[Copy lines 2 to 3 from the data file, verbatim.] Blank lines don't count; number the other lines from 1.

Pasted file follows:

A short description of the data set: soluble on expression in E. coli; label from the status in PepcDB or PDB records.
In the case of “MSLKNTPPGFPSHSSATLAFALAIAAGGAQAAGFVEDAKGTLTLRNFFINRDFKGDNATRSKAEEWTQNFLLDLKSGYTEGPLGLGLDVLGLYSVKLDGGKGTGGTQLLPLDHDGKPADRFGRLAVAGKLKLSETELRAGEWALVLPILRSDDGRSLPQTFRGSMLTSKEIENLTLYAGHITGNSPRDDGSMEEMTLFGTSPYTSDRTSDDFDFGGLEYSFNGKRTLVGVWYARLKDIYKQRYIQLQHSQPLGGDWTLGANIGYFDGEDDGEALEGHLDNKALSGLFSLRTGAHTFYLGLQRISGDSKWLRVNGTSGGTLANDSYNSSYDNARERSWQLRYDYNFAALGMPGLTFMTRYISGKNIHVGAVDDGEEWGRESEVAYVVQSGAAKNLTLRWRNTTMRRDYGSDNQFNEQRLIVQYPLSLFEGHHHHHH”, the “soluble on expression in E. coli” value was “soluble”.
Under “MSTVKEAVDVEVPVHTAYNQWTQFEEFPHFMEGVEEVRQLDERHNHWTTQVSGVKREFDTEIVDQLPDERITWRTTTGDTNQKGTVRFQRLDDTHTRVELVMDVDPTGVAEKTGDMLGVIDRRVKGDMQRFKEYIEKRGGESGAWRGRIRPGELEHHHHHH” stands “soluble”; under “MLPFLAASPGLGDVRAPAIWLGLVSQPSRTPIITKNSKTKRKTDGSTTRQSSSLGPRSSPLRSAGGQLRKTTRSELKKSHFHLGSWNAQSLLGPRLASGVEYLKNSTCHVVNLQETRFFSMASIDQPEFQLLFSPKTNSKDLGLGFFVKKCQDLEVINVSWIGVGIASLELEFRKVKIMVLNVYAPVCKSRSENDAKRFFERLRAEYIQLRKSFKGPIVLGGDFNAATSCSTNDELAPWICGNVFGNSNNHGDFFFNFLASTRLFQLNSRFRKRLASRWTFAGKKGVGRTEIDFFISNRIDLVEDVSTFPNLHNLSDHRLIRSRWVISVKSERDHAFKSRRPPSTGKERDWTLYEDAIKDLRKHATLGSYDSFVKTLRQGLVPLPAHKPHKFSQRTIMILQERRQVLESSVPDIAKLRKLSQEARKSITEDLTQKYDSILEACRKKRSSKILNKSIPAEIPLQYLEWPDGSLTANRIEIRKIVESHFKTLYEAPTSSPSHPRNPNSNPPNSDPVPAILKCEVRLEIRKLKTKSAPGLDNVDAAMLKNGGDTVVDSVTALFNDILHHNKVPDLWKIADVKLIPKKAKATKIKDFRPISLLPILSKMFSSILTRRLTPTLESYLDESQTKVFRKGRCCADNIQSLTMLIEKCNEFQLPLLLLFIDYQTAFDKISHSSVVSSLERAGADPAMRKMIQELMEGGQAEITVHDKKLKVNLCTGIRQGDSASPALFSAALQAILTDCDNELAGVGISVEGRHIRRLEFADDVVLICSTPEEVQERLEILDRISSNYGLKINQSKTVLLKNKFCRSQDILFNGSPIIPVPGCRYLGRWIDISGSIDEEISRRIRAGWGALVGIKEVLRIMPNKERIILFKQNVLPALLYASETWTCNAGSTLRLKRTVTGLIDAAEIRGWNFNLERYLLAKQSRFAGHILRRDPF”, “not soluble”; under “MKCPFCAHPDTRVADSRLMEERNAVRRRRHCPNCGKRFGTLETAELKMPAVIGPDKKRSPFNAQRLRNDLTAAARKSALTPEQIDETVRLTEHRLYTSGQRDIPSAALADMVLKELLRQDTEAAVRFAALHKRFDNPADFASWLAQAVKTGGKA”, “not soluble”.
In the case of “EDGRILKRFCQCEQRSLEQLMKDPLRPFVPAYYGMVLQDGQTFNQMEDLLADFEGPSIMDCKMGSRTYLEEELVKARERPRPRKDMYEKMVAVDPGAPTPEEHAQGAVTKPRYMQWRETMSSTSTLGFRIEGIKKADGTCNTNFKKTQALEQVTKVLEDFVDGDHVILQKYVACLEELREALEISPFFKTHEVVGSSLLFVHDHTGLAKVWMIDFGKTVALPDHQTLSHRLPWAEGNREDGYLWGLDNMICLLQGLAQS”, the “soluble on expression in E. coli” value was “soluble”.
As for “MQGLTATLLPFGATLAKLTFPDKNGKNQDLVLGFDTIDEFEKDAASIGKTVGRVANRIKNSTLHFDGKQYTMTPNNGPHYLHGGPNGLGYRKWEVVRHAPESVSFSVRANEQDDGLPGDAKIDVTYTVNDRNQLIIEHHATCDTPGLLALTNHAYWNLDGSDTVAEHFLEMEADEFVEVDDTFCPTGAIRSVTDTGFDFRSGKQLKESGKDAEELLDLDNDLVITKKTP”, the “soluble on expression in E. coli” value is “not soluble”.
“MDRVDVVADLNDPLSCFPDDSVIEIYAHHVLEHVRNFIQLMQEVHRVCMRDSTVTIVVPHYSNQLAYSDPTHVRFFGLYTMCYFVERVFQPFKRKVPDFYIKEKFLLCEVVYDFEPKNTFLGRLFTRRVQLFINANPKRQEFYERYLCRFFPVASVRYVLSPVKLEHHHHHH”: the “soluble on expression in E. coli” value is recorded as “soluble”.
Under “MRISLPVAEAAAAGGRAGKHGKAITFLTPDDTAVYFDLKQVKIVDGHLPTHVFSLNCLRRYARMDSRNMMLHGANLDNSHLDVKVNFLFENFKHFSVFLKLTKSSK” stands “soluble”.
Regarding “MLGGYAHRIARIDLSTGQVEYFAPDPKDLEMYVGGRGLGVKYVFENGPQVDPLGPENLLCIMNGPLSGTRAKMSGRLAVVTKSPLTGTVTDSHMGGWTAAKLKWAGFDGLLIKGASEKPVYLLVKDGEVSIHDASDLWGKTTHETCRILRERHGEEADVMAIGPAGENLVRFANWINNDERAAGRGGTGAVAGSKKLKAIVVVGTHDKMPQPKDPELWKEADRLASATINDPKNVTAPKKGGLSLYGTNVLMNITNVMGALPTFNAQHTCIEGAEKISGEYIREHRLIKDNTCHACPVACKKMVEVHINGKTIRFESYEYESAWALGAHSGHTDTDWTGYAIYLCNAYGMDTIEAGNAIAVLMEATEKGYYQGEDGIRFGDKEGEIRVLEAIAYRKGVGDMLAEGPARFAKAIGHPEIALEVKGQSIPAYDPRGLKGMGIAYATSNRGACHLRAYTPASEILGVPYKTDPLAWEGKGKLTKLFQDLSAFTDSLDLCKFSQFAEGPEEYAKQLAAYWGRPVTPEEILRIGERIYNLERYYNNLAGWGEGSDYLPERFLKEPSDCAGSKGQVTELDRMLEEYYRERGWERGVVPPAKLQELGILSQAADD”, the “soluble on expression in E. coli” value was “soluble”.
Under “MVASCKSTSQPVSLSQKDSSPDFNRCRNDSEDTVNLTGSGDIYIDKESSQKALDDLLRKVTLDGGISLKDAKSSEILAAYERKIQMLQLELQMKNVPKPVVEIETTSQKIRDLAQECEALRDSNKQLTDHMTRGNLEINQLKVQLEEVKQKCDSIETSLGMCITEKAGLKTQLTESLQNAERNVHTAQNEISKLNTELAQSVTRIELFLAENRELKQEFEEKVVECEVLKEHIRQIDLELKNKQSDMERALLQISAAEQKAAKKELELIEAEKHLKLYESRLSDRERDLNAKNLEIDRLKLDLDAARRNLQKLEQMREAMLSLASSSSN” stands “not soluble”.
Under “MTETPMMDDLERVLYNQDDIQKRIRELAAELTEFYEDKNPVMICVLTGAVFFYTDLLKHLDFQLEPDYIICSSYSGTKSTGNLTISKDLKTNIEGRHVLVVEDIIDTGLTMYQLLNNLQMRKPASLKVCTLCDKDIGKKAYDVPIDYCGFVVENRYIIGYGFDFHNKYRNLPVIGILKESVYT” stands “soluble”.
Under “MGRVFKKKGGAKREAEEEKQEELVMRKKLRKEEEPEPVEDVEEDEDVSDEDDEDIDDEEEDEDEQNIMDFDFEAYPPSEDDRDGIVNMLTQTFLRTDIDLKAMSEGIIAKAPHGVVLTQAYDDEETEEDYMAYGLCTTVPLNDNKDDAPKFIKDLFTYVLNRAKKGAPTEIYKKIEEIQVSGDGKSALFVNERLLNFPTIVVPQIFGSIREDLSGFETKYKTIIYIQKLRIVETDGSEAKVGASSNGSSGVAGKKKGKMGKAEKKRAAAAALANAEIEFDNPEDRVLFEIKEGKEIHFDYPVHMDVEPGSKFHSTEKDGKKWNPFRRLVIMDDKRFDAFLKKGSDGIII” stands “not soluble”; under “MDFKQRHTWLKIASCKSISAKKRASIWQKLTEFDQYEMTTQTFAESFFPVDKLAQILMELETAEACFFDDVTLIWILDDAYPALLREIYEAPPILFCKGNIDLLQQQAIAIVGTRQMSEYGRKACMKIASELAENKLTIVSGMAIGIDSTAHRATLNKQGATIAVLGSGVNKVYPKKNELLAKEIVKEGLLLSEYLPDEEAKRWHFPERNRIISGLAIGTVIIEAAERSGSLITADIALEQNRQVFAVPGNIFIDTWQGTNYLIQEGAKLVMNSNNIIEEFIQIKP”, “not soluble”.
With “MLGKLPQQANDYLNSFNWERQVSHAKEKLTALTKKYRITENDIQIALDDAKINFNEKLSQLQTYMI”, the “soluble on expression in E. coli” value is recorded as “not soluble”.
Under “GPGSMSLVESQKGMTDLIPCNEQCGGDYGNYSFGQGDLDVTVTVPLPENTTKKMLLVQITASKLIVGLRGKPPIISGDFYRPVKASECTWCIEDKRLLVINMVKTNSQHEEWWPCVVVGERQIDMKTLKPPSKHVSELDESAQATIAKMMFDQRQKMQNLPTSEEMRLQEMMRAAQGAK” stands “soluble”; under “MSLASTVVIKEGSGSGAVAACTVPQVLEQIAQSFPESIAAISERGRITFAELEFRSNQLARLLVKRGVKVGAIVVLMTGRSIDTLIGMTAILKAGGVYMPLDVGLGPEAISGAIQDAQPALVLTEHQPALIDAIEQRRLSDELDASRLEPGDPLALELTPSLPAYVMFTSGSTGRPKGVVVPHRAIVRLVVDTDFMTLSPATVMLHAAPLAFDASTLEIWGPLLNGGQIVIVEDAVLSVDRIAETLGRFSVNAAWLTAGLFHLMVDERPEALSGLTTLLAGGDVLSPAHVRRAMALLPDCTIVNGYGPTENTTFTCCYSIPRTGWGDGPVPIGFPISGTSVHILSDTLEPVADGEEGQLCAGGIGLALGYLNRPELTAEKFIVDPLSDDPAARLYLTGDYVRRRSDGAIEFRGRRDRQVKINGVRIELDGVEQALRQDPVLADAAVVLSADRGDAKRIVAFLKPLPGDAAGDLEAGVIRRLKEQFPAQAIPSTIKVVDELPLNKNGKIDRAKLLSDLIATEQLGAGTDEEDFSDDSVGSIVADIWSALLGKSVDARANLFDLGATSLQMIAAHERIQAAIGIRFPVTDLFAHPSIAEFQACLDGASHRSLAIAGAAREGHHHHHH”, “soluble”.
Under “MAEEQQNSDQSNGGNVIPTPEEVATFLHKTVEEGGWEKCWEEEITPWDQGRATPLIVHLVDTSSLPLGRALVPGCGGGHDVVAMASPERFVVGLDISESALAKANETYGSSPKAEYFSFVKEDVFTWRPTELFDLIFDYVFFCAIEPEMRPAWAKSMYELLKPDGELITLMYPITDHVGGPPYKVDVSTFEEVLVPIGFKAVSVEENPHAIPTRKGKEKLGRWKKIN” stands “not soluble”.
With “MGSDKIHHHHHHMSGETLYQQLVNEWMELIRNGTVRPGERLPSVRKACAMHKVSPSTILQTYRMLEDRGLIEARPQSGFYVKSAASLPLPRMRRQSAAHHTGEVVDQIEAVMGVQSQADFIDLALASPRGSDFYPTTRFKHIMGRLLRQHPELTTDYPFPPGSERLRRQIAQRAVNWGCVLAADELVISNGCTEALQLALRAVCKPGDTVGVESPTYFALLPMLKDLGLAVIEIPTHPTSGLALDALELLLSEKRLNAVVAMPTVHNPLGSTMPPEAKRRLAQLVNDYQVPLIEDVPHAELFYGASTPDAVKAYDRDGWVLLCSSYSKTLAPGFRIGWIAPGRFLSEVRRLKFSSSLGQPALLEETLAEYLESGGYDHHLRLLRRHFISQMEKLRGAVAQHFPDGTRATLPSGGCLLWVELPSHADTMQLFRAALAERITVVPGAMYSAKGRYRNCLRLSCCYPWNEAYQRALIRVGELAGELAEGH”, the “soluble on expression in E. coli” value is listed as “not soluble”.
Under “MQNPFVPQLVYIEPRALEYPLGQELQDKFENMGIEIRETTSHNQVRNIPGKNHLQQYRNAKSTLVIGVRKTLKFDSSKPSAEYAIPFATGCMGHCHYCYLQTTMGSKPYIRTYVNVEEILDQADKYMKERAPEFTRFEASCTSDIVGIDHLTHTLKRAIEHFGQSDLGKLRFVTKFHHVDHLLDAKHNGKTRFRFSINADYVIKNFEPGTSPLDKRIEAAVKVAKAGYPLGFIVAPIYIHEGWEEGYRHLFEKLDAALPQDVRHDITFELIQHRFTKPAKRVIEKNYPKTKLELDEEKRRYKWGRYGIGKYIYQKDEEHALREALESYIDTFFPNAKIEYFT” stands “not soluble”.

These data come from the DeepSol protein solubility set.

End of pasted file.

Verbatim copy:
In the case of “MSLKNTPPGFPSHSSATLAFALAIAAGGAQAAGFVEDAKGTLTLRNFFINRDFKGDNATRSKAEEWTQNFLLDLKSGYTEGPLGLGLDVLGLYSVKLDGGKGTGGTQLLPLDHDGKPADRFGRLAVAGKLKLSETELRAGEWALVLPILRSDDGRSLPQTFRGSMLTSKEIENLTLYAGHITGNSPRDDGSMEEMTLFGTSPYTSDRTSDDFDFGGLEYSFNGKRTLVGVWYARLKDIYKQRYIQLQHSQPLGGDWTLGANIGYFDGEDDGEALEGHLDNKALSGLFSLRTGAHTFYLGLQRISGDSKWLRVNGTSGGTLANDSYNSSYDNARERSWQLRYDYNFAALGMPGLTFMTRYISGKNIHVGAVDDGEEWGRESEVAYVVQSGAAKNLTLRWRNTTMRRDYGSDNQFNEQRLIVQYPLSLFEGHHHHHH”, the “soluble on expression in E. coli” value was “soluble”.
Under “MSTVKEAVDVEVPVHTAYNQWTQFEEFPHFMEGVEEVRQLDERHNHWTTQVSGVKREFDTEIVDQLPDERITWRTTTGDTNQKGTVRFQRLDDTHTRVELVMDVDPTGVAEKTGDMLGVIDRRVKGDMQRFKEYIEKRGGESGAWRGRIRPGELEHHHHHH” stands “soluble”; under “MLPFLAASPGLGDVRAPAIWLGLVSQPSRTPIITKNSKTKRKTDGSTTRQSSSLGPRSSPLRSAGGQLRKTTRSELKKSHFHLGSWNAQSLLGPRLASGVEYLKNSTCHVVNLQETRFFSMASIDQPEFQLLFSPKTNSKDLGLGFFVKKCQDLEVINVSWIGVGIASLELEFRKVKIMVLNVYAPVCKSRSENDAKRFFERLRAEYIQLRKSFKGPIVLGGDFNAATSCSTNDELAPWICGNVFGNSNNHGDFFFNFLASTRLFQLNSRFRKRLASRWTFAGKKGVGRTEIDFFISNRIDLVEDVSTFPNLHNLSDHRLIRSRWVISVKSERDHAFKSRRPPSTGKERDWTLYEDAIKDLRKHATLGSYDSFVKTLRQGLVPLPAHKPHKFSQRTIMILQERRQVLESSVPDIAKLRKLSQEARKSITEDLTQKYDSILEACRKKRSSKILNKSIPAEIPLQYLEWPDGSLTANRIEIRKIVESHFKTLYEAPTSSPSHPRNPNSNPPNSDPVPAILKCEVRLEIRKLKTKSAPGLDNVDAAMLKNGGDTVVDSVTALFNDILHHNKVPDLWKIADVKLIPKKAKATKIKDFRPISLLPILSKMFSSILTRRLTPTLESYLDESQTKVFRKGRCCADNIQSLTMLIEKCNEFQLPLLLLFIDYQTAFDKISHSSVVSSLERAGADPAMRKMIQELMEGGQAEITVHDKKLKVNLCTGIRQGDSASPALFSAALQAILTDCDNELAGVGISVEGRHIRRLEFADDVVLICSTPEEVQERLEILDRISSNYGLKINQSKTVLLKNKFCRSQDILFNGSPIIPVPGCRYLGRWIDISGSIDEEISRRIRAGWGALVGIKEVLRIMPNKERIILFKQNVLPALLYASETWTCNAGSTLRLKRTVTGLIDAAEIRGWNFNLERYLLAKQSRFAGHILRRDPF”, “not soluble”; under “MKCPFCAHPDTRVADSRLMEERNAVRRRRHCPNCGKRFGTLETAELKMPAVIGPDKKRSPFNAQRLRNDLTAAARKSALTPEQIDETVRLTEHRLYTSGQRDIPSAALADMVLKELLRQDTEAAVRFAALHKRFDNPADFASWLAQAVKTGGKA”, “not soluble”.